Taxonomists usually work as part of wider teams, whether the project is focussed on research, technology, editorial or commercial objectives. However, we are often the only person with responsibility for taxonomy (or if you’re lucky, one of a small team of taxonomy champions). This means that it can be a battle to get stakeholders to understand the importance of it, and to ensure it has visibility where needed. Also, as mentioned above, there is no clear-cut education path for becoming a taxonomist; many of us learn on the job.

For these reasons, it is great that the conference offers people training, learning and networking opportunities, whatever their level of experience. We have workshops for people who are absolute beginners, as well as for those who want to dive deeper into the areas of taxonomy project business cases, and managing enterprise search. My personal highlight from last year’s conference was being part of all the informal chats over coffee and lunch; this is a friendly, welcoming community who enjoy helping each other out. If you’re toiling away alone in an organisation, you will find peers who know what it’s like, and can support and suggest different strategies for success!

What are your hopes for this year’s Taxonomy Bootcamp London?

Firstly, I hope we will be even bigger than last year, now that people have seen how good a dedicated UK taxonomy conference can be. Taxonomies have become a hot topic in conjunction with the rise in machine learning and artificial intelligence as viable technologies for organisations to leverage. Spotting fake news, social media text analysis, semantic classification - these are just three of the cutting-edge fields that taxonomies are being widely used in. For those of us who have seen a lot of digital trends come and go, this is an exciting time to be a taxonomist.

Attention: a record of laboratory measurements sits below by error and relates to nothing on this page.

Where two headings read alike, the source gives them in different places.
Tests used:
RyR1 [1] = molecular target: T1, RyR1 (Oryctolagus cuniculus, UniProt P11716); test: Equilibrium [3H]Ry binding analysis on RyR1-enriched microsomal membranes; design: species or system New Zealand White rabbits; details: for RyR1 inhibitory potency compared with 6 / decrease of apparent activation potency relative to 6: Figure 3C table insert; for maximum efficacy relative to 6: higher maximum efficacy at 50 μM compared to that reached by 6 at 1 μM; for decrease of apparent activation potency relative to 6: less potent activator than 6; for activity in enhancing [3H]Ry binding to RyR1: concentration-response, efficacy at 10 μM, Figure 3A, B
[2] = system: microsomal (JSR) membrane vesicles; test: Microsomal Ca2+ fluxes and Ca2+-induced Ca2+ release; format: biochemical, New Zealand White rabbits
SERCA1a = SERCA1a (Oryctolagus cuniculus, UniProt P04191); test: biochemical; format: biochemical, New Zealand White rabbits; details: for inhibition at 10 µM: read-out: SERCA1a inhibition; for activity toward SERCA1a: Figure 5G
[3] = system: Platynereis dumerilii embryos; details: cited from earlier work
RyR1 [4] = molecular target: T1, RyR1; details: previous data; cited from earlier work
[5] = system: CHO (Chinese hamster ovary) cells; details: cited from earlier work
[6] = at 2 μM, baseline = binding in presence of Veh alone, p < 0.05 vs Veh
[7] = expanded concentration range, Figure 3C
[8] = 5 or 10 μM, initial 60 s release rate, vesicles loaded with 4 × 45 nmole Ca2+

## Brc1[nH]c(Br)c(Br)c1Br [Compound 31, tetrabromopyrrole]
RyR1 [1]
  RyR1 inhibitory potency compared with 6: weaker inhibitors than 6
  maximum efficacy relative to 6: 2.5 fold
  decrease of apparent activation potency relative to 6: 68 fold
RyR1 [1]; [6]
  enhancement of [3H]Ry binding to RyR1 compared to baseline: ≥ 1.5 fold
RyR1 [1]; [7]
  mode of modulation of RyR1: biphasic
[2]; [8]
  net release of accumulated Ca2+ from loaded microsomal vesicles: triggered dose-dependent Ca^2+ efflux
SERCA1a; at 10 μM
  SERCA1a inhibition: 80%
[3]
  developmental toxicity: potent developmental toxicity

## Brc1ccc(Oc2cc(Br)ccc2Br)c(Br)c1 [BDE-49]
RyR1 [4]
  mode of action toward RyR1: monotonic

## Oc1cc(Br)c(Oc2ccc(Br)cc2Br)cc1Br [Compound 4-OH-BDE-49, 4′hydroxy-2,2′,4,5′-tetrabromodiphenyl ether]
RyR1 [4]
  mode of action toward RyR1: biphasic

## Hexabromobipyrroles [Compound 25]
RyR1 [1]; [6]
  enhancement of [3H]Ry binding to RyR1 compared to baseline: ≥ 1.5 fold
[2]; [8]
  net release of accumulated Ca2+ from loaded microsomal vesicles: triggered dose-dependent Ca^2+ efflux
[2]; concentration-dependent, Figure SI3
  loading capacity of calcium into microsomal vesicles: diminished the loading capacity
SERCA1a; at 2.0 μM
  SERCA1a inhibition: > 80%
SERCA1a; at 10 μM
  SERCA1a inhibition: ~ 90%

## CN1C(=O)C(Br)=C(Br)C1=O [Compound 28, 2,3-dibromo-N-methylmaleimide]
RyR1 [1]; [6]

Secondly, I hope that we will again be an accessible gateway for those just starting out. I mentioned the workshops, and we also have many sessions which are highlighted in the programme as “Best for beginners”. The many case studies throughout the two days will be a fascinating showcase for all the great work taxonomy practitioners are doing right now.

Who are the keynote speakers, and what sessions should people particularly look out for?

I am lucky to have two superb speakers to keynote each day. Tuesday will be opened by Madi Solomon, who has extensive experience of pushing the envelope of what is possible when building taxonomies. On Wednesday, Joseph Busch will cut through the hype around automatic tagging and offer inspiration and common sense.

The rest of the sessions cover all the areas you need as someone who manages or uses taxonomies. These include governance and maintenance, collaborative working, semantics, text analysis, content tagging, career development, ontologies. I am particularly looking forward to our panel session on the ethical dimension of taxonomies - language and classification are never neutral, and this is a fascinating topic for our very diverse panel.

Taxonomy Bootcamp London will be held on 17 and 18 October 2017 (preconference workshops 16th October) at Olympia London